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How to Format in Applications Other Than NaturallySpeaking

The Dragon NaturallySpeaking formatting commands work only with the NaturallySpeaking word processor and specific other applications: the Natural Language applications (for example, Word, WordPerfect, and OpenOffice.org) and the Full Text Control applications (for example, DragonPad, WordPad, and Microsoft Outlook).

In general, if you want to create or edit a formatted document in an application that is not compatible, you have two choices:

  • Work in the NaturallySpeaking window, and then paste the result into the other application.

  • Work in the application's own window and get all your formatting commands from the menus.

Choosing formatting commands from the menus means you can use voice control for anything the application can do, not just formatting. For example, if you want to make some selected text bold in an unsupported application, you couldn't use the NaturallySpeaking Bold That command, but you could access the Bold command on the application's own Style menu by saying, "Click Style, Bold."

Specially supported word processors such as Word and WordPerfect have more formatting features than NaturallySpeaking gives you direct commands for. In these cases, you can access the word processor's own menus by voice as well as by mouse or keyboard. For example, NaturallySpeaking provides no Footnote That command for inserting footnotes into Word documents, but you can use the Footnote command on Word's insert menu by saying, "Click Insert, Footnote."

How can you create bulleted and numbered lists with voice commands? In Natural Language and Full Text Control applications, dictate the text that you want a bullet next to and then say, “Format That Bullet Style.” To get a second bullet, say, “New Line.”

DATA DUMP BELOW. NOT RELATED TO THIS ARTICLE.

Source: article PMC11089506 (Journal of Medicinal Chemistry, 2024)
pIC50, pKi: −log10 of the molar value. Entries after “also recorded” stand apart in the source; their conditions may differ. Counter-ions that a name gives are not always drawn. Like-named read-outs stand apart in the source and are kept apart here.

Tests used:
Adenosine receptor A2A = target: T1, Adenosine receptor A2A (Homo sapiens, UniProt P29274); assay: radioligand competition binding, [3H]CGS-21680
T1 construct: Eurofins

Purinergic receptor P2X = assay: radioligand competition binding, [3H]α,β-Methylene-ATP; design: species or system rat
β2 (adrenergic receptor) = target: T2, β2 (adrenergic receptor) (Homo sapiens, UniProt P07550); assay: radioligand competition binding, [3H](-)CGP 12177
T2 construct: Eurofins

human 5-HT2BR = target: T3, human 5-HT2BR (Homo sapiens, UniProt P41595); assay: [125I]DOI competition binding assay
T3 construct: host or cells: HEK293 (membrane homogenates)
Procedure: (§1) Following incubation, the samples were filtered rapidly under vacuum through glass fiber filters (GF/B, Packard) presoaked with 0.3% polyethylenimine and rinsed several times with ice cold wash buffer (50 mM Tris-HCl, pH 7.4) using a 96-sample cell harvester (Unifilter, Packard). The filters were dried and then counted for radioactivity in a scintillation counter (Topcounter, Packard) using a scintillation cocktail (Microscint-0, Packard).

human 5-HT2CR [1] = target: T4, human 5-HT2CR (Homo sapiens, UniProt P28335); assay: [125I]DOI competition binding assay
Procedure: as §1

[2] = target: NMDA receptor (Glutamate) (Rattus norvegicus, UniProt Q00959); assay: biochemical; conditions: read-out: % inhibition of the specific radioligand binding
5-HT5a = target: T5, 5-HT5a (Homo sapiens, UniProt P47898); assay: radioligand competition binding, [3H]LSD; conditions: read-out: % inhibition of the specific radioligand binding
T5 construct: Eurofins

If your document is in an application that doesn’t support Full Text Control, make the bulleted list in the DragonPad and then copy and paste it into your document.

Like Bold That and Italicize That, the Format That Bullet Style command undoes itself. In other words, you can turn a bulleted paragraph back into regular text by moving the cursor to that paragraph and saying, “Format That Bullet Style.” You may not think this makes sense — but that’s the way it works.

Use this technique to end the bulleted list: After the last bulleted paragraph is done, say, “New Paragraph,and then, “Format That Bullet Style.” The new paragraph is now in regular style.

The NaturallySpeaking Dictation Box doesn’t provide a means for generating numbered lists automatically. You have to construct them yourself. For example, say, “New Line. One period. Cap this is the first entry on my numbered list. Period. New Line. Two period. Cap this is the second entry. Period.” The result is

  1. This is the first entry on my numbered list.

  2. This is the second entry.

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